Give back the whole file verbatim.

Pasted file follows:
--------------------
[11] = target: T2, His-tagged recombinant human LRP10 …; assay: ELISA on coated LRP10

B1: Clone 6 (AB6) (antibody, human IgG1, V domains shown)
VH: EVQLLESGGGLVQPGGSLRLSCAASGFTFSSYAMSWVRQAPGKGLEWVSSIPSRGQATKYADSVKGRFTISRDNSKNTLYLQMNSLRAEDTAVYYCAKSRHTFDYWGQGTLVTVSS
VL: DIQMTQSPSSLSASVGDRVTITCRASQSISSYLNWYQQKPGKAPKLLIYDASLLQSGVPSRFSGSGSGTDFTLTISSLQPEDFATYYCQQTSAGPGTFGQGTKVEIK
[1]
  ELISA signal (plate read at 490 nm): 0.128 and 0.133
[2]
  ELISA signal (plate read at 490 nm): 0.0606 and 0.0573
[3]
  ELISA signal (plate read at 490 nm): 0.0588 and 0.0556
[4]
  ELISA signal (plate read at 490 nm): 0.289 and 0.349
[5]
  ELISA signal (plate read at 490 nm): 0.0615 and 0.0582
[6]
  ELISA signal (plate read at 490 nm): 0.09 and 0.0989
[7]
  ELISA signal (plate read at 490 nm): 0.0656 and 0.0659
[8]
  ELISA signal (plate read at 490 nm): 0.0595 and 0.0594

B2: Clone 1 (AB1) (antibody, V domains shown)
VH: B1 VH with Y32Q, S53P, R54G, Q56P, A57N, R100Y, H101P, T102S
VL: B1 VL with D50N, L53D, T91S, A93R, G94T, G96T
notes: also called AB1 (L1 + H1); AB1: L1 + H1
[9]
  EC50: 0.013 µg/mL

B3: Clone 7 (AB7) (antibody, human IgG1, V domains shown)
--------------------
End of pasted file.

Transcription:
[11] = target: T2, His-tagged recombinant human LRP10 …; assay: ELISA on coated LRP10

B1: Clone 6 (AB6) (antibody, human IgG1, V domains shown)
VH: EVQLLESGGGLVQPGGSLRLSCAASGFTFSSYAMSWVRQAPGKGLEWVSSIPSRGQATKYADSVKGRFTISRDNSKNTLYLQMNSLRAEDTAVYYCAKSRHTFDYWGQGTLVTVSS
VL: DIQMTQSPSSLSASVGDRVTITCRASQSISSYLNWYQQKPGKAPKLLIYDASLLQSGVPSRFSGSGSGTDFTLTISSLQPEDFATYYCQQTSAGPGTFGQGTKVEIK
[1]
  ELISA signal (plate read at 490 nm): 0.128 and 0.133
[2]
  ELISA signal (plate read at 490 nm): 0.0606 and 0.0573
[3]
  ELISA signal (plate read at 490 nm): 0.0588 and 0.0556
[4]
  ELISA signal (plate read at 490 nm): 0.289 and 0.349
[5]
  ELISA signal (plate read at 490 nm): 0.0615 and 0.0582
[6]
  ELISA signal (plate read at 490 nm): 0.09 and 0.0989
[7]
  ELISA signal (plate read at 490 nm): 0.0656 and 0.0659
[8]
  ELISA signal (plate read at 490 nm): 0.0595 and 0.0594

B2: Clone 1 (AB1) (antibody, V domains shown)
VH: B1 VH with Y32Q, S53P, R54G, Q56P, A57N, R100Y, H101P, T102S
VL: B1 VL with D50N, L53D, T91S, A93R, G94T, G96T
notes: also called AB1 (L1 + H1); AB1: L1 + H1
[9]
  EC50: 0.013 µg/mL

B3: Clone 7 (AB7) (antibody, human IgG1, V domains shown)